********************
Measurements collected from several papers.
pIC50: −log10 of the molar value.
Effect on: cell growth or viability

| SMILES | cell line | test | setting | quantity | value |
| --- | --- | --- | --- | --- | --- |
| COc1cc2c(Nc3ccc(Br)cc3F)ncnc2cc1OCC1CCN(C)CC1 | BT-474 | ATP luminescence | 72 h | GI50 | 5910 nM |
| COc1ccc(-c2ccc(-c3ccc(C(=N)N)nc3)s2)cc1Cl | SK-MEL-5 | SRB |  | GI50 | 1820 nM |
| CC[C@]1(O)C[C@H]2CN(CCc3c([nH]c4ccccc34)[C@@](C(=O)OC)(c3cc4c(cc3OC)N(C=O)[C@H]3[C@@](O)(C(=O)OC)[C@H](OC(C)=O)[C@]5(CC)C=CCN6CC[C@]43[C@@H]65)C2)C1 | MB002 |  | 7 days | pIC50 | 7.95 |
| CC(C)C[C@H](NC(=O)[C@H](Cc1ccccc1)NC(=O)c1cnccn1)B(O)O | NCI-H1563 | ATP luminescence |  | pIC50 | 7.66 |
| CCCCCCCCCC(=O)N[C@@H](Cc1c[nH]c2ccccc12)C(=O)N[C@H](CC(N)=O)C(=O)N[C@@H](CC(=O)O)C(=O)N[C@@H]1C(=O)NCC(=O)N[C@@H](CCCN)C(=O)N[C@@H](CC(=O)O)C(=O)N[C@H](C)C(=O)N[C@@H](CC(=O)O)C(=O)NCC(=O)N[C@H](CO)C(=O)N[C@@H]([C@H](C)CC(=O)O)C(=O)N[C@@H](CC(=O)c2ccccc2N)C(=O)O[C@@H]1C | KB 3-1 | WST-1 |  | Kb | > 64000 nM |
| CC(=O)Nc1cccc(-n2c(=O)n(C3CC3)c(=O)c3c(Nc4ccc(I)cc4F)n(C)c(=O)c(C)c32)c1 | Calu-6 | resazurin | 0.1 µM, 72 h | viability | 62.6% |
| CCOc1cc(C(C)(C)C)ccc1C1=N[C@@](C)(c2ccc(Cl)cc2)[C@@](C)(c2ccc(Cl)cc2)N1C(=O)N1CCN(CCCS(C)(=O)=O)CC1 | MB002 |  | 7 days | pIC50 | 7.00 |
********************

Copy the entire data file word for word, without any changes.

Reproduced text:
Measurements collected from several papers.
pIC50: −log10 of the molar value.
Effect on: cell growth or viability

| SMILES | cell line | test | setting | quantity | value |
| --- | --- | --- | --- | --- | --- |
| COc1cc2c(Nc3ccc(Br)cc3F)ncnc2cc1OCC1CCN(C)CC1 | BT-474 | ATP luminescence | 72 h | GI50 | 5910 nM |
| COc1ccc(-c2ccc(-c3ccc(C(=N)N)nc3)s2)cc1Cl | SK-MEL-5 | SRB |  | GI50 | 1820 nM |
| CC[C@]1(O)C[C@H]2CN(CCc3c([nH]c4ccccc34)[C@@](C(=O)OC)(c3cc4c(cc3OC)N(C=O)[C@H]3[C@@](O)(C(=O)OC)[C@H](OC(C)=O)[C@]5(CC)C=CCN6CC[C@]43[C@@H]65)C2)C1 | MB002 |  | 7 days | pIC50 | 7.95 |
| CC(C)C[C@H](NC(=O)[C@H](Cc1ccccc1)NC(=O)c1cnccn1)B(O)O | NCI-H1563 | ATP luminescence |  | pIC50 | 7.66 |
| CCCCCCCCCC(=O)N[C@@H](Cc1c[nH]c2ccccc12)C(=O)N[C@H](CC(N)=O)C(=O)N[C@@H](CC(=O)O)C(=O)N[C@@H]1C(=O)NCC(=O)N[C@@H](CCCN)C(=O)N[C@@H](CC(=O)O)C(=O)N[C@H](C)C(=O)N[C@@H](CC(=O)O)C(=O)NCC(=O)N[C@H](CO)C(=O)N[C@@H]([C@H](C)CC(=O)O)C(=O)N[C@@H](CC(=O)c2ccccc2N)C(=O)O[C@@H]1C | KB 3-1 | WST-1 |  | Kb | > 64000 nM |
| CC(=O)Nc1cccc(-n2c(=O)n(C3CC3)c(=O)c3c(Nc4ccc(I)cc4F)n(C)c(=O)c(C)c32)c1 | Calu-6 | resazurin | 0.1 µM, 72 h | viability | 62.6% |
| CCOc1cc(C(C)(C)C)ccc1C1=N[C@@](C)(c2ccc(Cl)cc2)[C@@](C)(c2ccc(Cl)cc2)N1C(=O)N1CCN(CCCS(C)(=O)=O)CC1 | MB002 |  | 7 days | pIC50 | 7.00 |